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Mathematics and 21st Century Biology 8 Crosscutting Themes The organization of this report around levels of biological organization reflects the committee’s view that the interplay between mathematics and biology during the 21st century will be driven by biological problems. Nonetheless, the committee also recognized that this view of the mathematics-biology interface risks the neglect of crosscutting themes—that is, mathematical ideas or areas of productive research activity that cut across levels of biological organization, emerging and re-emerging in diverse biological contexts. Accordingly, it concludes its report with a few examples of such themes, starting with some mathematical ideas that have assumed central importance at the interface between mathematics and biology. THE “SMALL n, LARGE P” PROBLEM Classical statistics largely arose in settings where typical problems involved estimating a small set of parameters (P) from large numbers of data points (n). Modern examples of such “small P, large n” problems include estimating the overall inflation rate—or, perhaps, a modest number of category-specific inflation rates—from longitudinal data on the prices of large numbers of specific items. Of course, similar problems often also arise in overtly biological contexts (e.g., analysis of life expectancies or the dose-response characteristics of pharmaceutical agents); however, these applications of classical statistics to living systems are typically far removed from considerations of underlying biological mechanism. In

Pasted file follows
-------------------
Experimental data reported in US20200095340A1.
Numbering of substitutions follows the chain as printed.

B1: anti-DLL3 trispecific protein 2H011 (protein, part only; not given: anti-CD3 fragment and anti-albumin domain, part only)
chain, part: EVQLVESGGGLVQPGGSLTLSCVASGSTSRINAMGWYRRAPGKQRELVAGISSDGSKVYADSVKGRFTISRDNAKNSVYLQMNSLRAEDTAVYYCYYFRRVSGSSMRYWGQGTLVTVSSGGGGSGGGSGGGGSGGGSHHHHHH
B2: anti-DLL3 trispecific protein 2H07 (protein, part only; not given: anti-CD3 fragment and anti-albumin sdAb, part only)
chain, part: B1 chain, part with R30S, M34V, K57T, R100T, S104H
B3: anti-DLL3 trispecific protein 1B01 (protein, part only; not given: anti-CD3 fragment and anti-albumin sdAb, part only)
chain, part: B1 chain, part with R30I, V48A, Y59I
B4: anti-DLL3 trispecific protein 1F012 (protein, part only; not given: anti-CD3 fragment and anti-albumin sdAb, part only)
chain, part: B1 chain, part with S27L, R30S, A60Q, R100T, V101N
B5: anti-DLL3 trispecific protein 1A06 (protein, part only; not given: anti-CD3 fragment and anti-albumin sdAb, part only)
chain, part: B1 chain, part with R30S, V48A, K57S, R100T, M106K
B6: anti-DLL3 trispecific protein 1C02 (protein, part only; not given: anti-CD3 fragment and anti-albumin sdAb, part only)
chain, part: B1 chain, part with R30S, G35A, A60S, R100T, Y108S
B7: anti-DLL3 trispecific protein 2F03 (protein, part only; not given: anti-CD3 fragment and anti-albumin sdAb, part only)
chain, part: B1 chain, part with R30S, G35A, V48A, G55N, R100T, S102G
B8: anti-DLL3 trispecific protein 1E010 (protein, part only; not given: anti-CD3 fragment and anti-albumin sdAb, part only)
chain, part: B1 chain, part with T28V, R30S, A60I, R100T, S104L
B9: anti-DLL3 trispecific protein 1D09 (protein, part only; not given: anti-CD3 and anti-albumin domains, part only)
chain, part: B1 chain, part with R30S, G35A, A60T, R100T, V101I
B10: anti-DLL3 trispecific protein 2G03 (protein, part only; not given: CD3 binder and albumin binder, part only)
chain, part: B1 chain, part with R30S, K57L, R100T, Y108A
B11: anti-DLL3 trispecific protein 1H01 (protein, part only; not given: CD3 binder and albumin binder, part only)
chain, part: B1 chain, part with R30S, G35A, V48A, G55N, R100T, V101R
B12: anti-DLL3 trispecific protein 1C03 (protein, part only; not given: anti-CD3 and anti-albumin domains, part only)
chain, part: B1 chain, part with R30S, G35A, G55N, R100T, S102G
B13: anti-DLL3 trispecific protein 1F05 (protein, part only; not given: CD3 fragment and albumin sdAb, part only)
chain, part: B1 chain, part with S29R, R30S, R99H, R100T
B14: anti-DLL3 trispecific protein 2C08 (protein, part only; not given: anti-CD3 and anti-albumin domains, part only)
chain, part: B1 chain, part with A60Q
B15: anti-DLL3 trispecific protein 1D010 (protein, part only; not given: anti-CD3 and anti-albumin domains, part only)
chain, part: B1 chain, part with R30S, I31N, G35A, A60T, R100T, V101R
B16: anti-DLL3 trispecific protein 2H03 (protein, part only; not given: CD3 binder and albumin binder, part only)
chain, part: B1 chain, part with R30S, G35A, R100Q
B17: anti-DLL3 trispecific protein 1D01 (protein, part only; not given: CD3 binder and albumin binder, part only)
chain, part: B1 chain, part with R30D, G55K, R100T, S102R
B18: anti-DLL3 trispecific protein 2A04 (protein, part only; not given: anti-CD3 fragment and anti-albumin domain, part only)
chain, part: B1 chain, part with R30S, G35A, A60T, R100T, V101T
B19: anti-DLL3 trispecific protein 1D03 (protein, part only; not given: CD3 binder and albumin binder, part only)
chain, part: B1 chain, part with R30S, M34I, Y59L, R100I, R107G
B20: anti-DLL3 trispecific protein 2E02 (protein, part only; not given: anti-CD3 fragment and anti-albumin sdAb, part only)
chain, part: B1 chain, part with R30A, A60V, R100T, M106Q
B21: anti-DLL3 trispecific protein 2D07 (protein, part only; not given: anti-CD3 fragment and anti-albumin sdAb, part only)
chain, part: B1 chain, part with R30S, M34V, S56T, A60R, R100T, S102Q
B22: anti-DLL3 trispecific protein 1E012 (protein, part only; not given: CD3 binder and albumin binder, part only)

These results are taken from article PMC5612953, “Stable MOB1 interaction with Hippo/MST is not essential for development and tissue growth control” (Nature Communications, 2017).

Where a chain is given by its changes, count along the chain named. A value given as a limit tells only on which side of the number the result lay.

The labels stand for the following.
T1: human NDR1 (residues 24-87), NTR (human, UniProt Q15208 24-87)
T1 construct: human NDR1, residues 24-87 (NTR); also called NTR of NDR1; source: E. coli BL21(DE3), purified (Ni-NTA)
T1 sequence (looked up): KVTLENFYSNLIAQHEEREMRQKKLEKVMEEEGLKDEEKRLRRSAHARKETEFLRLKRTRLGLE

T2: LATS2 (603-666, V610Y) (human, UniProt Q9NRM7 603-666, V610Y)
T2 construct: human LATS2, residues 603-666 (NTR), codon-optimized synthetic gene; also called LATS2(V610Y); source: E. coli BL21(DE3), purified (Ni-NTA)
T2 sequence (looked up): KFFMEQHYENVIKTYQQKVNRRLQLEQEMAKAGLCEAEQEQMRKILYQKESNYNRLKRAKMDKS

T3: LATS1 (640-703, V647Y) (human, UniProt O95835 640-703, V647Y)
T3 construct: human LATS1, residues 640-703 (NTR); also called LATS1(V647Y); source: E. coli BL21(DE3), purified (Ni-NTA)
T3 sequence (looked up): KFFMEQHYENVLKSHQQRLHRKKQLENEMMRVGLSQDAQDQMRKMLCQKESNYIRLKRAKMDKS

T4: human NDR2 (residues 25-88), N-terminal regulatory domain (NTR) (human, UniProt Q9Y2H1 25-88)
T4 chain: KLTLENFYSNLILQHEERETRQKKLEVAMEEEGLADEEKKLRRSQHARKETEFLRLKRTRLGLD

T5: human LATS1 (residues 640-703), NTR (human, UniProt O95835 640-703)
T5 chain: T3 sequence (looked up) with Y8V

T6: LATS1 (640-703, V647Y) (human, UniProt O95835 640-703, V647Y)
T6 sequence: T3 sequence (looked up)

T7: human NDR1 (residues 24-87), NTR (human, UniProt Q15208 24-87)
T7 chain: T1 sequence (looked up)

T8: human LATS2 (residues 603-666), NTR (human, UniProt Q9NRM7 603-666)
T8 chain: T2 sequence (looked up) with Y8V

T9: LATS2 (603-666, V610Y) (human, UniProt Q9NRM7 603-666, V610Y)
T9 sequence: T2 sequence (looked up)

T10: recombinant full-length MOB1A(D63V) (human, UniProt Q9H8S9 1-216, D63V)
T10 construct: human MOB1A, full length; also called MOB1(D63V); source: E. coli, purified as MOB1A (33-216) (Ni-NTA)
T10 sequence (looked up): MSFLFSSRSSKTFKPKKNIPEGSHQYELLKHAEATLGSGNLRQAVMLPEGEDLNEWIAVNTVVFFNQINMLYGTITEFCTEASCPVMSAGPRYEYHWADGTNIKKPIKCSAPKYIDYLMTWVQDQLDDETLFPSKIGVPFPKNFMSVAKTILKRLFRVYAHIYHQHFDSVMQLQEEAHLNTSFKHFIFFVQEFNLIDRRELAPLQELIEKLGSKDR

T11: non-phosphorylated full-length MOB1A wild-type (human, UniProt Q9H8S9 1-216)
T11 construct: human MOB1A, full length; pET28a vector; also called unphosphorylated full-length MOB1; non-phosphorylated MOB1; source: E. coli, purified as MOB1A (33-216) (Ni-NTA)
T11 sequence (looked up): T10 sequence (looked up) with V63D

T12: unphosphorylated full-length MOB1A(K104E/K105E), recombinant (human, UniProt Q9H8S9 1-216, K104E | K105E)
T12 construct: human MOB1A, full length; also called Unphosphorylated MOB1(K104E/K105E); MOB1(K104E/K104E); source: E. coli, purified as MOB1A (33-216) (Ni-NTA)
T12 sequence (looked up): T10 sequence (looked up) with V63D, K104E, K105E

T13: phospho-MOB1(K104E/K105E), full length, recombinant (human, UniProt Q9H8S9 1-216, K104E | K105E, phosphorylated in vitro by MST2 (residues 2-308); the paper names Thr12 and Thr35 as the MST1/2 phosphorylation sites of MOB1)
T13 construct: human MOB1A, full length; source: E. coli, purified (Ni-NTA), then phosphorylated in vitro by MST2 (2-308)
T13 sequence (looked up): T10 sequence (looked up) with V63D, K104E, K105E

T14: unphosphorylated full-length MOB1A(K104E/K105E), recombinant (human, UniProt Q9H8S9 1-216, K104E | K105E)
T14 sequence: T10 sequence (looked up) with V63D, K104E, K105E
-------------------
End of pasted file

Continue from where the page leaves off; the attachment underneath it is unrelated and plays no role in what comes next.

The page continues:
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Mathematics and 21st Century Biology small P, large n contexts, estimates of the parameter set are expected to improve as the number of data points increases, and much of the machinery of classical statistics addresses trade-offs between the reliability of parameter estimates and the number of samples analyzed. In many biological research settings, the statistical challenge is quite different. Individual experiments—for example, a microarray-based measurement of the levels of thousands of messenger-RNA levels in a single RNA sample extracted from a particular tumor—are often information-rich. However, the number of independent measurements from which a biologist seeks to draw conclusions (e.g., the number of tumors analyzed) may be quite small. Similarly, geneticists are now contemplating measuring the genetic variants present at ~105 sites across the genomes of individual research subjects even though the number of individuals—for example, the number of cases and controls in a disease-susceptibility study—is under severe practical constraints. The challenge in these situations is analogous to attempting to reach conclusions from a moderate number of photographs of, for example, profitable and unprofitable restaurants. Although increasing the number of restaurants photographed would certainly improve the reliability of the study, presuming that the sampling strategy was well considered, success would depend even more heavily on strategies for representing and modeling the immense amount of information in each photograph. Interest among biologists in problems with similar statistical properties has grown dramatically in recent years. The committee examines this phenomenon here as a prime example of a crosscutting mathematical theme on the interface between mathematics and contemporary biology. It illustrates both the progress that has been made during the past decade and the challenges that lie ahead. Finding Patterns in Gene-Expression Data Although the small n, large P problem is encountered in many biological contexts, the challenges of interpreting gene-expression data provide a prototypical example that is of substantial current interest. The development of microarray technology, which can yield the transcription profiles of >104 genes in a single experiment, has enabled global approaches to understanding regulatory processes in normal or disease states. Substantial work has been done on the selection and analysis of differentially expressed genes for purposes ranging from the discovery of new gene functions and the classification of cell types to the prediction of clinically important biological phenotypes (Nature Genetics Supplement 21, 1999; Golub et al., 1999; Tamayo et al., 1999; Nature Genetics Supple-